Other major benefits include…


    • Hypoallergenic | which means it won’t react with your skin. [?]


    • Lightweight | making it easy to wear for long periods of time without sliding down your nose or becoming cumbersome or uncomfortable.


    • Vast colour options | due to the way it can be dyed during the manufacture process. This yields endless colour and pattern options to suit many different styles and skin tones.


    • Can be transparent | which other materials cannot achieve.


    • Made from natural fibres | Whilst cotton grows, it absorbs C02 emissions and creates jobs via cultivation, harvesting and processing. Synthetic fibres and compounds use more energy to produce and have a higher carbon footprint in their production.


    • Adjustable | With experience, opticians and frame makers like us have the ability to heat and manually adjust acetate glasses frames. In turn, they’re more comfortable for you to wear. [?]


Old fashioned round spectacle frames


Other glasses making materials.

Prior to acetate, glasses frames were made using natural materials.

As early as the 13th century, substrates such as real tortoise shell, animal bone, ivory, wood and leather were all used to hold glass lenses in rudimentary spectacle frames.

Obviously, taboo materials like ivory and tortoise shell are no longer used for spectacle making. Substrates such as these have since been banned by various countries under various trading laws.

And frankly, the superior properties of acetate make these unsustainable and unethical materials comparably inferior.

Recently, for niche optical brands, wood is still a viable material thanks to it’s eco-friendly, lightweight properties. It's a tricky material to make suitably thin for glasses, but reinforcing metal and resins can help with durability.



Lucy Ross, co-founder

"When we began making glasses frames, we used to make our prototype frames from wood.

Because if you can make frames from wood, you can make them from pretty much anything."



Different colours of acetate samples lying in a grid pattern


Where is cellulose acetate made?

Today, the acetate used for glasses making is predominantly produced in Italy or Japan.

Increasingly, acetate production has also emerged in China however this is a growing industry which is yet to meet the same levels of quality by their European or Asian peers.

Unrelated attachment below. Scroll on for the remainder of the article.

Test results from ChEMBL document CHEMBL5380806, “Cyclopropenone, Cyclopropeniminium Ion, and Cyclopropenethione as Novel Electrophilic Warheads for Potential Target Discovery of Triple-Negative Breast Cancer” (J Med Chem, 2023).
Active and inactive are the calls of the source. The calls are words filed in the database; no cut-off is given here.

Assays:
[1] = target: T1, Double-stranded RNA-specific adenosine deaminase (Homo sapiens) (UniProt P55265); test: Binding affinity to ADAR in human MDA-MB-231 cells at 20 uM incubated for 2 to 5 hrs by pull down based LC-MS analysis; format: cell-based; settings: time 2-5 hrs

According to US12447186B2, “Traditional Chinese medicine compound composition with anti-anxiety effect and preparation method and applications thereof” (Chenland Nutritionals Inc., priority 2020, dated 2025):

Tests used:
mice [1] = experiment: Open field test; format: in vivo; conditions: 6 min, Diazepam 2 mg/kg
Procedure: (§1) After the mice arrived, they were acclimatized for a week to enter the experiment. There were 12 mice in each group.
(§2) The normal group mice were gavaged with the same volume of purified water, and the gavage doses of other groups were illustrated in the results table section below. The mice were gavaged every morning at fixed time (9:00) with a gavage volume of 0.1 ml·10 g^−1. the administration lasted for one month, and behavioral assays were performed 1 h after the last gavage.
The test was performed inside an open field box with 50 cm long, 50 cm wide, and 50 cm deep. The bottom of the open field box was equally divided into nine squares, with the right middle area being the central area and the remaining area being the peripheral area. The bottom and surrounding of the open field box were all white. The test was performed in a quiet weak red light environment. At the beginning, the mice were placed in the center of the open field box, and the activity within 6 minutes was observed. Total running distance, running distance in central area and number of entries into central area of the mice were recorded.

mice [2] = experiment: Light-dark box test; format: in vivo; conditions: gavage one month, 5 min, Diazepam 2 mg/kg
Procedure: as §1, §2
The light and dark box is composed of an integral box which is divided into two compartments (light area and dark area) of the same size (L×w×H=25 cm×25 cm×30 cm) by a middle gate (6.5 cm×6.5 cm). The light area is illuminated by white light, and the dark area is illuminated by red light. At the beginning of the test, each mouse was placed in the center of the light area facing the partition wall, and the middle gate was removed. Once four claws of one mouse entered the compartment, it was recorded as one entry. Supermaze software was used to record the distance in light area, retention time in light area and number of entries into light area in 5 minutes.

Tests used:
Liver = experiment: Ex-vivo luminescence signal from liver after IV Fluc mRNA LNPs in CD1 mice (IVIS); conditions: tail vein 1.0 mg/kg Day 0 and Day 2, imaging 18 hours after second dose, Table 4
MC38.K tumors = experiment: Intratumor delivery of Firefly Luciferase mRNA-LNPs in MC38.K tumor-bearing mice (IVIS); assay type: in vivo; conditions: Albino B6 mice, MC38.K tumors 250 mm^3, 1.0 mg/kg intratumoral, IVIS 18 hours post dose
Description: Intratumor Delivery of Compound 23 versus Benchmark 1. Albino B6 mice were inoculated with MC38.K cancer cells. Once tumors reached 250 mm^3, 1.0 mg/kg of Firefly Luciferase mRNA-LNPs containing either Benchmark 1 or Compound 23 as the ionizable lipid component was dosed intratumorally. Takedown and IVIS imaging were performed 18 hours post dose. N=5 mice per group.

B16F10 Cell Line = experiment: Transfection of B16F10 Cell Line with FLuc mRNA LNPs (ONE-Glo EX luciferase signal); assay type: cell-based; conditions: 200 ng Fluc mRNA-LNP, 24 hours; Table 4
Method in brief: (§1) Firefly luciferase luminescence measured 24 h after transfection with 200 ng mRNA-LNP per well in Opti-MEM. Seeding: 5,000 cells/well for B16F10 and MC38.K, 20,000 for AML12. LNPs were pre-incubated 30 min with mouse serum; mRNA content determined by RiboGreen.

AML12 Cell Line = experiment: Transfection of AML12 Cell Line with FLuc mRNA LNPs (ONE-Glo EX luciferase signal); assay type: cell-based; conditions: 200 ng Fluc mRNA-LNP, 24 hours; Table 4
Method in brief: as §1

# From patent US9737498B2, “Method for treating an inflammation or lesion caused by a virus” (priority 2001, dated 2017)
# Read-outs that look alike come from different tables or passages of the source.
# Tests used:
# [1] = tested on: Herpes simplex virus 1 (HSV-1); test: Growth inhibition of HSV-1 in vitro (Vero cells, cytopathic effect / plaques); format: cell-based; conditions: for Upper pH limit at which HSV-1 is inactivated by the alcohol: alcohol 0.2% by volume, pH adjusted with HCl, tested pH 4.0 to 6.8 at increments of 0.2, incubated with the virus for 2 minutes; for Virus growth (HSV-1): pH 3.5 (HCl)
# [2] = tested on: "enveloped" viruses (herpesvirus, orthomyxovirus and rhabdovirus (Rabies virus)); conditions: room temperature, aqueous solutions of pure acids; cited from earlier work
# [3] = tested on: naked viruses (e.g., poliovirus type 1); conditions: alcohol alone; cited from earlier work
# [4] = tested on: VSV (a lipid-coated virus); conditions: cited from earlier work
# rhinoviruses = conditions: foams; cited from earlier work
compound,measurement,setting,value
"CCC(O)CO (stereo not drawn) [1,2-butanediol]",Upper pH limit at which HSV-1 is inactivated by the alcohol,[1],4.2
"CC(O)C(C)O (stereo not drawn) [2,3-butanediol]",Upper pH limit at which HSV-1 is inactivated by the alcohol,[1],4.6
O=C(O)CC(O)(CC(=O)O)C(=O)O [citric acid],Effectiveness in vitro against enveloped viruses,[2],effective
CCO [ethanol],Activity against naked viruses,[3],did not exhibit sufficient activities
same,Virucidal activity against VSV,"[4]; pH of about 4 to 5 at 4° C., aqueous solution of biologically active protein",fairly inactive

Depending on the supplier, these manufacturers produce various types of acetate which have their own set of colours, patterns and characteristics.


Italian acetate is renowned for it’s colouration and pattern variability.

This is due to their preferred method of casting which produces what is known as ‘block-acetate.’ This method tends to yield a generally softer acetate which lends itself towards thicker, full-rim acetate glasses frames.


Japanese acetate, also known as Takiron is known for being more rigid and harder in terms of density.

This is due to the way the acetate is extruded through dies under very high pressure. Japanese spectacles and sunglasses made from Takiron can be made slightly thinner and are less likely to deform due to the heightened rigidity of the acetate.




Assortment of cellulose acetate haircombs


What else is cellulose acetate used for?

After the second world war, the polymer technology began to rapidly advance.

This was due to a spike of wartime production methods and lack of accessibility to natural materials.

Traditional materials such as bone, ivory, wood and leather were quickly eclipsed by the emerging polymer industry during the 1940’s.

Cellulose acetate was introduced across various sectors, both in textiles and as a hard-edged products.



  • Blouses
  • Shirts
  • Trousers
  • Curtains
  • Absorbent medical dressings
  • Cigarette filters

Hard Products

  • Spectacles
  • Tool handles
  • Hair Combs
  • Photographic film
  • Playing cards
  • The original Lego bricks




Acetate glasses frame buried in plant pot


Does cellulose acetate biodegrade?

Found wirthin plants and trees, cellulose can of course biodegrade.

Made into acetate, it still retains this biodegradability, albeit at a slower rate of decomposition.

When acetate was originally conceived in 1865, it was considered that acetate would have very poor biodegradability.

However, during tests by Springer-US shows that acetate can decompose in moist soils.



“Several studies have confirmed that CA is indeed biodegraded in a natural environment as measured by a variety of methods.”

Puls, J, Wilson, S.A. & Hölter, D. J Polym Environ (2011) 19: 152.



How long does it take for cellulose acetate to decompose?

Tests were carried out in 1997 via ResearchGate, where a cellulose acetate cup was left in waste sewage for a period of 18 months.

During which time, the cup lost 70% of it’s original weight.

Whilst it didn’t fully disappear within the 18-month period, a 70% mass reduction is a promising rate of degradation.




Glasses frames hanging up on workshop wall